The extradural anterior petrosectomy approach to the pons and midbasilar artery (mid-BA) has the main disadvantage that the extent of resection of the petrous apex cannot be as minimal as desired given that the surgical target field is not visible during bone removal. Unnecessary or excessive drilling poses the risk of injury to the internal carotid artery, vestibulocochlear organ, and seventh and eighth cranial nerves. The use of a custom-tailored transdural anterior transpetrosal approach can potentially avoid these pitfalls.
A technique for a transdural anterior petrosectomy was developed in the operating theater and anatomy laboratory. Following a subtemporal craniotomy and basal opening of the dura mater, the vein of Labbé is first identified and protected. Cerebrospinal fluid ([CSF] 50–100 ml) is drained via a spinal catheter. The tent is incised behind the entrance of the trochlear nerve toward the superior petrosal sinus (SPS), which is coagulated and divided. The dura is stripped from the petrous pyramid. Drilling starts at the petrous ridge and proceeds laterally and ventrally. The trigeminal nerve is unroofed. The internal acoustic meatus is identified and drilling is continued laterally as needed. The bone of the Kawase triangle toward the clivus can be removed down to the inferior petrosal sinus if necessary. Anterior exposure can be extended to the carotid artery if required. It is only exceptionally necessary to follow the greater superior petrosal nerve toward the geniculate ganglion and to expose the length of the internal acoustic canal.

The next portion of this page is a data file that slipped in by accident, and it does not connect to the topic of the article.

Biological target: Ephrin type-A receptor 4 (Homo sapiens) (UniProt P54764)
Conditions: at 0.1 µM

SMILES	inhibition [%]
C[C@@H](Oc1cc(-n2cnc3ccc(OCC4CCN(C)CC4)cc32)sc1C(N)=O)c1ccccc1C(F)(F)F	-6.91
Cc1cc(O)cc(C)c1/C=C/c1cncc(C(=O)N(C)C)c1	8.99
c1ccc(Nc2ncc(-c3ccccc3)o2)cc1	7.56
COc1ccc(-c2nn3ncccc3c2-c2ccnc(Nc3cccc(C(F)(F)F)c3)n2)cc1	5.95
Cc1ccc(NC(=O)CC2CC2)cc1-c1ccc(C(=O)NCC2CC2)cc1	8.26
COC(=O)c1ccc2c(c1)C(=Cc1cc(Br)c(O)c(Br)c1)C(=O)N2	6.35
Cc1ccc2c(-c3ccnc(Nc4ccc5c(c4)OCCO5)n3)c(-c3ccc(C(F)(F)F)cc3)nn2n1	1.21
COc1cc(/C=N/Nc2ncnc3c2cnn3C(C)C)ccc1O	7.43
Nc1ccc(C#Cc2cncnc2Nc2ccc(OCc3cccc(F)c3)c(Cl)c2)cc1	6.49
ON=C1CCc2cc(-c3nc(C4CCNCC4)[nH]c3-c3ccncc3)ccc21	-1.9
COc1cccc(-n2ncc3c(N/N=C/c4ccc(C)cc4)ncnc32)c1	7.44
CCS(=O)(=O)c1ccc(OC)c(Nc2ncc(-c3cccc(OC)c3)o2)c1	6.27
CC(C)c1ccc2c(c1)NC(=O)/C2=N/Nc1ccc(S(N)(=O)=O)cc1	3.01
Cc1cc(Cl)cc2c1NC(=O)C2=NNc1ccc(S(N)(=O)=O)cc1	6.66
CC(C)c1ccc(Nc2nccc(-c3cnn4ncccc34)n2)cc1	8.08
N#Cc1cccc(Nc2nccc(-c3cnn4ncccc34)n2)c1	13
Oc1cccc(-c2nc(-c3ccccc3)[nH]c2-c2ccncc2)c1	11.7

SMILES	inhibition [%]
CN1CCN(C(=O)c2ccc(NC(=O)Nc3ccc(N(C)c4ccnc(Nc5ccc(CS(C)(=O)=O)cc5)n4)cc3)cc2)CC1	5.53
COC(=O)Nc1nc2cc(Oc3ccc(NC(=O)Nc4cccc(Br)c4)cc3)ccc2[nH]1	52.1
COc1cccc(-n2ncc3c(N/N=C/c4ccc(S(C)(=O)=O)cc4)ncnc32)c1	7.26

The modified transdural anterior petrosectomy exposure has been used in nine patients—two with a mid-BA aneurysm, two with a dural arteriovenous fistula, one with a pontine glioma, three with a pontine cavernoma, and one with a pontine abscess. In one patient with a mid-BA aneurysm, subcutaneous CSF collection occurred during the postoperative period. No CSF fistula or approach-related cranial nerve deficit developed in any of these patients. There was no retraction injury or venous congestion of the temporal lobe nor any venous congestion due to the obliteration of the SPS or the petrosal vein.
The custom-made transdural anterior petrosectomy appears to be a feasible alternative to the formal extradural approach.
Abbreviations used in this paper:AICA = anterior inferior cerebellar artery; AVF = arteriovenous fistula; BA = basilar artery; CA = carotid artery; CSF = cerebrospinal fluid; GG = geniculate ganglion; GSPN = greater superficial petrosal nerve; IAC = internal auditory canal; ICA = internal carotid artery; IPS = inferior petrosal sinus; SPS = superior petrosal sinus; SSC = superior semicircular canal.
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